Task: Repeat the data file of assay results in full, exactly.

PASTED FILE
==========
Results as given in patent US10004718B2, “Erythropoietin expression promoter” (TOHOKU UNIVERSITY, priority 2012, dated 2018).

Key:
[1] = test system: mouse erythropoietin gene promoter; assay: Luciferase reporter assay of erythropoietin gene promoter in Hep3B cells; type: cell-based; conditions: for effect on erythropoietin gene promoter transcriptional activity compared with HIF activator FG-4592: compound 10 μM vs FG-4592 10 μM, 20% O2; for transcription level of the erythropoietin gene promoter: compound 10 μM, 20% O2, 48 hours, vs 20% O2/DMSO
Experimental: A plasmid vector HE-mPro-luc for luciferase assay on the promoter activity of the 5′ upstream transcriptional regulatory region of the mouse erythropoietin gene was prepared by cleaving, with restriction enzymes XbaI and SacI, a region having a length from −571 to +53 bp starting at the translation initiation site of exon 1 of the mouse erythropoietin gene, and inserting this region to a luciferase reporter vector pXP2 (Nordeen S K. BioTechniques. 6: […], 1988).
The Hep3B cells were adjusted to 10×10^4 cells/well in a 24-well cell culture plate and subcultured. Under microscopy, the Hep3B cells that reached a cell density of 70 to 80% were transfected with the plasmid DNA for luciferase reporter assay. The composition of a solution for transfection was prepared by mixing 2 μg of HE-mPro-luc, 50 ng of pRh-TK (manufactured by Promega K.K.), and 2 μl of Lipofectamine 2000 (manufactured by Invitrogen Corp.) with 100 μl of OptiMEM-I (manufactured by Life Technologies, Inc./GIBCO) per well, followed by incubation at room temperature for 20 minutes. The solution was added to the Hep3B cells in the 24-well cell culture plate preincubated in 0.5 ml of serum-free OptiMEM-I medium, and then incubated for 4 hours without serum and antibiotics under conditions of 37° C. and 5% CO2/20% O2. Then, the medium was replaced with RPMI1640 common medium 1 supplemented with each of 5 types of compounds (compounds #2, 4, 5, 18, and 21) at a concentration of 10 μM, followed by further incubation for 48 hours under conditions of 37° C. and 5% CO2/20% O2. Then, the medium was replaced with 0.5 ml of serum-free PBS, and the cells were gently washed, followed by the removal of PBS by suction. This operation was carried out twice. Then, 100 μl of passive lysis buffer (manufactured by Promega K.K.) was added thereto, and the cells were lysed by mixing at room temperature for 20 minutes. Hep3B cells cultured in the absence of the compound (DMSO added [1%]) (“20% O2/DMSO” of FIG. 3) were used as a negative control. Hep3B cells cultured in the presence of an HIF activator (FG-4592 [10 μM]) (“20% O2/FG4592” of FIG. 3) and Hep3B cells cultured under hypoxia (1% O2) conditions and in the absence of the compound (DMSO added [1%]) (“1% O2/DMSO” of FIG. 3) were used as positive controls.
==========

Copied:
Results as given in patent US10004718B2, “Erythropoietin expression promoter” (TOHOKU UNIVERSITY, priority 2012, dated 2018).

Key:
[1] = test system: mouse erythropoietin gene promoter; assay: Luciferase reporter assay of erythropoietin gene promoter in Hep3B cells; type: cell-based; conditions: for effect on erythropoietin gene promoter transcriptional activity compared with HIF activator FG-4592: compound 10 μM vs FG-4592 10 μM, 20% O2; for transcription level of the erythropoietin gene promoter: compound 10 μM, 20% O2, 48 hours, vs 20% O2/DMSO
Experimental: A plasmid vector HE-mPro-luc for luciferase assay on the promoter activity of the 5′ upstream transcriptional regulatory region of the mouse erythropoietin gene was prepared by cleaving, with restriction enzymes XbaI and SacI, a region having a length from −571 to +53 bp starting at the translation initiation site of exon 1 of the mouse erythropoietin gene, and inserting this region to a luciferase reporter vector pXP2 (Nordeen S K. BioTechniques. 6: […], 1988).
The Hep3B cells were adjusted to 10×10^4 cells/well in a 24-well cell culture plate and subcultured. Under microscopy, the Hep3B cells that reached a cell density of 70 to 80% were transfected with the plasmid DNA for luciferase reporter assay. The composition of a solution for transfection was prepared by mixing 2 μg of HE-mPro-luc, 50 ng of pRh-TK (manufactured by Promega K.K.), and 2 μl of Lipofectamine 2000 (manufactured by Invitrogen Corp.) with 100 μl of OptiMEM-I (manufactured by Life Technologies, Inc./GIBCO) per well, followed by incubation at room temperature for 20 minutes. The solution was added to the Hep3B cells in the 24-well cell culture plate preincubated in 0.5 ml of serum-free OptiMEM-I medium, and then incubated for 4 hours without serum and antibiotics under conditions of 37° C. and 5% CO2/20% O2. Then, the medium was replaced with RPMI1640 common medium 1 supplemented with each of 5 types of compounds (compounds #2, 4, 5, 18, and 21) at a concentration of 10 μM, followed by further incubation for 48 hours under conditions of 37° C. and 5% CO2/20% O2. Then, the medium was replaced with 0.5 ml of serum-free PBS, and the cells were gently washed, followed by the removal of PBS by suction. This operation was carried out twice. Then, 100 μl of passive lysis buffer (manufactured by Promega K.K.) was added thereto, and the cells were lysed by mixing at room temperature for 20 minutes. Hep3B cells cultured in the absence of the compound (DMSO added [1%]) (“20% O2/DMSO” of FIG. 3) were used as a negative control. Hep3B cells cultured in the presence of an HIF activator (FG-4592 [10 μM]) (“20% O2/FG4592” of FIG. 3) and Hep3B cells cultured under hypoxia (1% O2) conditions and in the absence of the compound (DMSO added [1%]) (“1% O2/DMSO” of FIG. 3) were used as positive controls.